Nights
Nerida 7:00-12:00am

The Word For Today

Why study the Bible 1



'Like newborn babies, long for the pure milk of the word.' 1 Peter 2:2 NAS

Daily Bible study is essential to your spiritual growth.

Professor Howard Hendricks writes: 'When our kids were youngsters growing up, we set up a growth chart on the back of a closet door. As they grew, they begged us to measure how tall they'd gotten and record it on the chart. It didn't matter how small the increments were, they bounced up and down with excitement to see their progress. One time after I measured one of my daughters, she asked me the sort of question you wish kids wouldn't ask: "Daddy, why do big people stop growing?" How could I explain that big people don't stop growing - we just grow in a different direction? I don't know what I told her, but to this day the Lord is still asking me, "Hendricks, are you growing old, or are you growing up?" How about you? How long have you been a Christian? Nine months? Thirty-nine years? The real issue is how much have you grown up? Step up to God's growth chart and measure your progress. That's what the apostle Peter meant when he wrote, "Like newborn babies, long for the pure milk of the word, so that by it you may grow in respect to salvation." Just as a baby grabs for the bottle, you grab for the Bible. The baby has to have milk to sustain its life physically; and you have to have the Scriptures to sustain your life spiritually. So the first reason for studying the Scriptures is that it's a means of spiritual growth. It is God's primary tool to develop you as an individual.'

Soulfood: Hosea 11-14, Luke 2:34-40, Ps 21, Pro 14:17-20

Read more...

Rebuild your integrity



'If I have cheated...I will pay back.' Luke 19:8 NIV

Zacchaeus got rich by taking more taxes from people than his Roman masters demanded, and pocketing the difference. But after he met Jesus, he said, 'If I have cheated people...I will give them back four times as much' (Luke 19: 8 NLT). Consequently, Jesus said, 'Salvation has come to this home today' (Luke 19:9 NLT).

Integrity isn't about regret, or seeking to minimise painful consequences, or attempting to do damage control. It's about honest repentance, making amends and living in a way that guarantees you'll do things differently in the future. Writing about integrity, one pastor says: 'People look around them at promiscuity, abortion, sexually transmitted diseases, and mourn its passing. They see officials taking bribes, business leaders demanding kickbacks, investors parlaying inside information into untold wealth, and they lament the demise of integrity. They read about battered wives, jobless husbands, and abused children, and wonder what happened to caring.' The Bible says, 'The integrity of the upright shall guide them' (Proverbs 11:3 NKJV).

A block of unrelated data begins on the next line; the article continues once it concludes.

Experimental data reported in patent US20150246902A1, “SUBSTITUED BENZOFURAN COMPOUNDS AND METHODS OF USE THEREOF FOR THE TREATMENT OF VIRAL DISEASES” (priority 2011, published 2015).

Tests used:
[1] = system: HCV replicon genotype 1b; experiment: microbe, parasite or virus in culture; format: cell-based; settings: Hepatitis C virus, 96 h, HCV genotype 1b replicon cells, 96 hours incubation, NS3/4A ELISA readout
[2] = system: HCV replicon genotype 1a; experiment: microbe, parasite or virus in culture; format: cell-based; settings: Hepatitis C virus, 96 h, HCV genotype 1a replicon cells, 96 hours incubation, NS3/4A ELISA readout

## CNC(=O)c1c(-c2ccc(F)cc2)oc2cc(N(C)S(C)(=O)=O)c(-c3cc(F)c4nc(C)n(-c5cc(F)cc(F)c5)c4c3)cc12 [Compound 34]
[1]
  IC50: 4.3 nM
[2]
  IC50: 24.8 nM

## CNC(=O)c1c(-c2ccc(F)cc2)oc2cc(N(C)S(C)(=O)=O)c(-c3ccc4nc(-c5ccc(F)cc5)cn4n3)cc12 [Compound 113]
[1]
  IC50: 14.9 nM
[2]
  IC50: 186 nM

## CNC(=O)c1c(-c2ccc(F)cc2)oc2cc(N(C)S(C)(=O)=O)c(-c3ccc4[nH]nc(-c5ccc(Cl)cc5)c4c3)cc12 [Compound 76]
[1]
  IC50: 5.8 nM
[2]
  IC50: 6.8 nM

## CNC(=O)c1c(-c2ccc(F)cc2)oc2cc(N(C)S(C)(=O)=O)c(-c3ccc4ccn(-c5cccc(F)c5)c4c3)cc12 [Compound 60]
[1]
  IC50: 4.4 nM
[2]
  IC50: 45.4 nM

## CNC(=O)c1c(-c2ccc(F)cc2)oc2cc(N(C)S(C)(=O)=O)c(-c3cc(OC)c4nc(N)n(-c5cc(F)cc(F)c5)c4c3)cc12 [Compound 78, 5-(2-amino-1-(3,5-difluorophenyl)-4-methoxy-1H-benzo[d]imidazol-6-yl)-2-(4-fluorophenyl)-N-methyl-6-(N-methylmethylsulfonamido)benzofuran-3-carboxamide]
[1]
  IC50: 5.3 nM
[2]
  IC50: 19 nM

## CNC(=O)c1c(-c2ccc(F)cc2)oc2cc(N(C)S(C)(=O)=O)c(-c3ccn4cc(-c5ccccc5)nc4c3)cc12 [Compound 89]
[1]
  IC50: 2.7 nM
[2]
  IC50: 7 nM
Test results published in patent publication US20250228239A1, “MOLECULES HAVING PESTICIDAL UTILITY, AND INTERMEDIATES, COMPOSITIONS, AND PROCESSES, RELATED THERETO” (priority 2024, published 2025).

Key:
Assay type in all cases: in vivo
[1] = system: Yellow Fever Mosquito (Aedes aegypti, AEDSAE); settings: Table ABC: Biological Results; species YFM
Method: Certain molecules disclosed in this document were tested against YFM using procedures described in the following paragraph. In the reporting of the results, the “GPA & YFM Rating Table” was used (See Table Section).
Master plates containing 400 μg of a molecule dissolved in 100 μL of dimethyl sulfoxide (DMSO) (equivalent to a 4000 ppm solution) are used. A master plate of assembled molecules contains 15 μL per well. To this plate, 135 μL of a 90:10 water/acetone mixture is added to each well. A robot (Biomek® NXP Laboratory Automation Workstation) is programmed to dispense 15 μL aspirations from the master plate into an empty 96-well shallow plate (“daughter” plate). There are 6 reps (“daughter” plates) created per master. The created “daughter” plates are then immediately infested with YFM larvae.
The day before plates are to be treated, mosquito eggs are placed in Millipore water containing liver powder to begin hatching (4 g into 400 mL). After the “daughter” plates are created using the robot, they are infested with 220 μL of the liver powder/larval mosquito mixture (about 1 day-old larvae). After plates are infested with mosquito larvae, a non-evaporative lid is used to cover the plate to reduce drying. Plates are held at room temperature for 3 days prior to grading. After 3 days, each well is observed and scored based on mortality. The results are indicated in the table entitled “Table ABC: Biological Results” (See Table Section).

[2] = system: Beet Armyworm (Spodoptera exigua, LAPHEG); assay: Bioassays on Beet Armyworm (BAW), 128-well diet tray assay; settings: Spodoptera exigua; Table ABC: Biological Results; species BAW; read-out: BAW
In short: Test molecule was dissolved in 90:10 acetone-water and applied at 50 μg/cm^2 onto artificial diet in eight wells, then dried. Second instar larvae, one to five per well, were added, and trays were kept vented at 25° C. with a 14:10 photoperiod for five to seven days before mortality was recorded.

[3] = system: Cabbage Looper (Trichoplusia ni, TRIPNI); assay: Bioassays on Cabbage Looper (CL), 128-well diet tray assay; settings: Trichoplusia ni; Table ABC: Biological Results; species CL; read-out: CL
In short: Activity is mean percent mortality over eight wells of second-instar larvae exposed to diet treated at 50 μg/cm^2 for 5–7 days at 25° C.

Rebuilding your integrity means humbly acknowledging that sometimes your thoughts aren't fit to print, or that you've hurt someone and need to make things right. It's reported that 50 per cent of American Christians cheat on their tax returns; that's roughly the same percentage as those who don't claim to follow Christ! The point is: integrity is who you are when nobody's looking. Job said, 'Does he not see my ways...If I have walked with falsehood, or if my foot has hastened to deceit, let me be weighed on honest scales, that God may know my integrity' (Job 31:4-6 NKJV). Starting today, rebuild your integrity.

Soulfood: Hosea 6-10, Luke 2:21-33, Ps 17, Pro 14:13-16

Read more...

Focus on what matters



'Don't get sidetracked.' Proverbs 4:27 NLT

Many of us fail to move forward, not because we aren't talented, determined or passionate, but because we get 'sidetracked'. God told the prophet Habakkuk, 'Write the vision and make it plain on tablets, that he may run who reads it' (Habakkuk 2:2 NKJV). Unless you have a clearly defined goal and keep it before you at all times, you won't run in the direction you should. As motivational speaker and author Sam Horn said: 'It's hard to stay on purpose, if we don't know what our purpose is.'

In his book One Big Thing, Phil Cooke writes: 'I've never been a fan of the person who invented the "open door policy". Sure, we want to be accessible to employees and co-workers, but at some point it's time to shut the door and get to work. After your next interruption by a visitor, make a note of how long it takes to get back to your previous level of intensity and focus. You'll be shocked at how much time that steals from your day...Too often other people's needs come before our dream. Obviously we need to care for our children, honour our spouses, and deal with our primary responsibilities around our families or jobs. But the first step in achieving our dream is to take responsibility for it. That means scheduling it, and "unscheduling" the lesser needs of co-workers and friends. These daily commitments chip away at our time, and before long our dream gets lost in the shuffle. Stop doing what other people think is urgent, and start focusing on what matters to you' [and to God!].

Soulfood: Hosea 1-5, Luke 2:8-20, Ps 8, Pro 14:9-12

Read more...
Subscribe to this RSS feed